My goto frequencies for non-thinking 60m in the UK are 5.4035 and 5.3985 as these also work for Michael EI3GYB who is normally the first or second station to chase me after I spot! I have all the UK spot frequencies saved and the tops/bottoms of the larger bandlets in consecutive memories. Also I have a laminated bandplan printout with me just in case I need to go somewhere else. But 5.3985 or 5.4035 is where I start…

Thanks Andy
Sanity now intact…
73
Tim

Haven’t been getting out much lately but yes, 5.3985 is where I start with 5.4035 as “back-up” in case refugees from 80m are using 5.3985 to discuss at great length their ailments, their pet’s ailments, what they had for breakfast, what they’re going to have for dinner, their preferred brand of Christmas Pudding etc. etc. etc :wink: On the rare occasions both are in use I head for 5.3715 but that seems to be more prone to higher levels of noise.

Like Andy I also carry a printout of the full bandplan but don’t think I’ve ever needed to consult it on a summit…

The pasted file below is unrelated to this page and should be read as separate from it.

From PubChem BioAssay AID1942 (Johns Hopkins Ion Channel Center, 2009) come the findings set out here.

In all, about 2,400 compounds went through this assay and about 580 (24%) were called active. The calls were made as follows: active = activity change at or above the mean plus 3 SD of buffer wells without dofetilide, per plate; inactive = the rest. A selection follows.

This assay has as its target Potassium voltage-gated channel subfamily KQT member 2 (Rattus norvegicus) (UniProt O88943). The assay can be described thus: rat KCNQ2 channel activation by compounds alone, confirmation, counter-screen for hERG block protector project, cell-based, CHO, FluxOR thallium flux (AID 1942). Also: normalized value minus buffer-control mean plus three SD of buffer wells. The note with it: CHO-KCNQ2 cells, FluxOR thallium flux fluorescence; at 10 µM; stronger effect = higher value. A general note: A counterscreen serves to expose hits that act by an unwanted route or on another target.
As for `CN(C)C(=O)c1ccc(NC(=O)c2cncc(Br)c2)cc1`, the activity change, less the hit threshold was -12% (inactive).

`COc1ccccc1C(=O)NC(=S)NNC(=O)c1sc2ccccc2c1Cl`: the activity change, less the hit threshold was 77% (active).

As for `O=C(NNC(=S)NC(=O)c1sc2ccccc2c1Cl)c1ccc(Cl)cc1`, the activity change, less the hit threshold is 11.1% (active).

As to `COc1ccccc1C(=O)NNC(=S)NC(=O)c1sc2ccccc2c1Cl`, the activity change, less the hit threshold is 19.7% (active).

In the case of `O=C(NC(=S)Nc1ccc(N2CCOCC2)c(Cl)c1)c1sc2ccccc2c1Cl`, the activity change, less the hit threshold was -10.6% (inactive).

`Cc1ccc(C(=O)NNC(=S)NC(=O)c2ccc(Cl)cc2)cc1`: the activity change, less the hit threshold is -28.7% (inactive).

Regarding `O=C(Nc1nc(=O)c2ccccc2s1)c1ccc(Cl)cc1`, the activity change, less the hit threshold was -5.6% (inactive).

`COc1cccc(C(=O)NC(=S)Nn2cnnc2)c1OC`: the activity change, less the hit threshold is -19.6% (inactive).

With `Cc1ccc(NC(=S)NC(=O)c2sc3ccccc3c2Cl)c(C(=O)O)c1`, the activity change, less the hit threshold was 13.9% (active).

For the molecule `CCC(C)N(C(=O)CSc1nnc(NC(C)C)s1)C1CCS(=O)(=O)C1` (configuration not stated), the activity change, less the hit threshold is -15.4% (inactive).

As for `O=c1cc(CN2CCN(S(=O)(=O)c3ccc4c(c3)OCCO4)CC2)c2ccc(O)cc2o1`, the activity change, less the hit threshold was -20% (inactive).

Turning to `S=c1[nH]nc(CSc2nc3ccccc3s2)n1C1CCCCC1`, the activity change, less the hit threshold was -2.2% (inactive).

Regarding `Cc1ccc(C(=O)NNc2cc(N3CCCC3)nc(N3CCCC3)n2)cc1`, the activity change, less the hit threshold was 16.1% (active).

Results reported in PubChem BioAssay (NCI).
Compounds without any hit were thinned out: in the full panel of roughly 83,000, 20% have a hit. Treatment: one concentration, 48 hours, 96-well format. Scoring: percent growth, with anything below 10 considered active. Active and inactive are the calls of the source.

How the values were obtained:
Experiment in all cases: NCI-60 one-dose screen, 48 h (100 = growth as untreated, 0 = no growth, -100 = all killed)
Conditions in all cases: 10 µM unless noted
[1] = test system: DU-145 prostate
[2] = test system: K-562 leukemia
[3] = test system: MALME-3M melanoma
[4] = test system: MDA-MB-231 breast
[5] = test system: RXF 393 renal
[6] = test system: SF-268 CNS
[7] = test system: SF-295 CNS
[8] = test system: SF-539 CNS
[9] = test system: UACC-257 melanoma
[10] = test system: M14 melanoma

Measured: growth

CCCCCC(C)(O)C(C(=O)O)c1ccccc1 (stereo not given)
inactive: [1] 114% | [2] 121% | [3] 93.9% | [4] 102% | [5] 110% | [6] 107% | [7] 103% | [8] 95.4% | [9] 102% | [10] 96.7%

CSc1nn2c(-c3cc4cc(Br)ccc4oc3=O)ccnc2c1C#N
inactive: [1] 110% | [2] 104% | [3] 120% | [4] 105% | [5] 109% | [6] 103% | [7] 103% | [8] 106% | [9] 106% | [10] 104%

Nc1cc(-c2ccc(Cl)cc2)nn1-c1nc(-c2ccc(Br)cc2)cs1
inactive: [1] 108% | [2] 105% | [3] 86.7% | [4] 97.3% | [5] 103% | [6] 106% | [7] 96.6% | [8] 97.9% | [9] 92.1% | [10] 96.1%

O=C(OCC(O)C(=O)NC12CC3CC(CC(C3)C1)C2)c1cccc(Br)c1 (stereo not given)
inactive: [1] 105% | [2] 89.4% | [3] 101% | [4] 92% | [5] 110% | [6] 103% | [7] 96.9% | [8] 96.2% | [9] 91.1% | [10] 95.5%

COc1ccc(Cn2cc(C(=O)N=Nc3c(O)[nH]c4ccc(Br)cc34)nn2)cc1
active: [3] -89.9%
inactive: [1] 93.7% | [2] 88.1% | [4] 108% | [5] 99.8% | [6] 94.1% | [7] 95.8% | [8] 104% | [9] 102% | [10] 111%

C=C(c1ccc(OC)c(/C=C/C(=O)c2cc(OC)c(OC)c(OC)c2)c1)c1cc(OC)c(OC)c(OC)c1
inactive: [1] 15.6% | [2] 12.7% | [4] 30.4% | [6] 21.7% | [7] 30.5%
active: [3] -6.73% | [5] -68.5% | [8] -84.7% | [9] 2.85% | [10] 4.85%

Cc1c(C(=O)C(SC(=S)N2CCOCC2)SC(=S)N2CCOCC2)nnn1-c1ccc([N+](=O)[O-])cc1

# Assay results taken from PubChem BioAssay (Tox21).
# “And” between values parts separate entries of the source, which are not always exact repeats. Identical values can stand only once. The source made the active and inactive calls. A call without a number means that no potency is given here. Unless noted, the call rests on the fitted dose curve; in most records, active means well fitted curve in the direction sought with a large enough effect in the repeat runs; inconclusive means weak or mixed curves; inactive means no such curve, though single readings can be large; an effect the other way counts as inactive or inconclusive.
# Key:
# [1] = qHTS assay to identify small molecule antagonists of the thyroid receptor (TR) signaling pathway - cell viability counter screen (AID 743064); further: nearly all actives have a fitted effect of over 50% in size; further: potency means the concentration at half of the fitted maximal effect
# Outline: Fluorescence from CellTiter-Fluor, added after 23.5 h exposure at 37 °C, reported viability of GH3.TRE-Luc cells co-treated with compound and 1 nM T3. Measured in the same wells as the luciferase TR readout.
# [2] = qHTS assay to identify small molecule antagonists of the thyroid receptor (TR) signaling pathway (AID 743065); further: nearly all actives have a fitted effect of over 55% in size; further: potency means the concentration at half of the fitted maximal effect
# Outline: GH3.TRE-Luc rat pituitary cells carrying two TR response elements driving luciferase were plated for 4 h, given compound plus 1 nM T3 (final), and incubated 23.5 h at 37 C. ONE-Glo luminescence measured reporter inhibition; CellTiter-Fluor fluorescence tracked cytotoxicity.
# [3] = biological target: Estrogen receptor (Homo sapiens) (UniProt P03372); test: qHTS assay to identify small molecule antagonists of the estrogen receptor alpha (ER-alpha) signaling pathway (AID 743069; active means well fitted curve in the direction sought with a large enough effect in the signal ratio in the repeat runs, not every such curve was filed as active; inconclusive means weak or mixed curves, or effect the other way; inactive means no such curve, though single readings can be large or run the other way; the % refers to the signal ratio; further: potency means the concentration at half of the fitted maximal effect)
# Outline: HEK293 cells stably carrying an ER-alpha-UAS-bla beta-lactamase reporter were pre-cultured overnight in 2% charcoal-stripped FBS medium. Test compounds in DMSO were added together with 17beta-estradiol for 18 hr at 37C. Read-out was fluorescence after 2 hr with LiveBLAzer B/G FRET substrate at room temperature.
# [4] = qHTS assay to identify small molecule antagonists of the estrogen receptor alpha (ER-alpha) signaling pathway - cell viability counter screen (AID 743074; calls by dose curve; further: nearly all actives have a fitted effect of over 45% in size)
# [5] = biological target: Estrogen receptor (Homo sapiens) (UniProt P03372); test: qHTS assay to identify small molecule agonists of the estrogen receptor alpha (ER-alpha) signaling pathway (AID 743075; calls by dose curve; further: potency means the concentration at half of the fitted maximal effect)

1 Like

Thanks Paul
And BTW the Aldi xmas pud isnt bad - so I was told on a freezing activation on 80m on the guys 13 minute over…
73

5 Likes

That’s them done for then… eating Christmas pud before the 25th shortens your life by 64 microseconds, unless of course you are wearing odd socks at the time.

Seriously, the 80m refugees are about the only thing I can hear at the home QTH which indicates to me that they are running big power. They also have the audacity to appear on the frequency without warning or announcement. I just wonder whether this is going to make 5.3985 pretty much a non-starter for SOTA operation with most activators running just 5 or 10 watts. Perhaps those chasers with a bit of power will be happy to monitor activations and defend the frequency for SOTA activators and prevent it becoming a no-go frequency.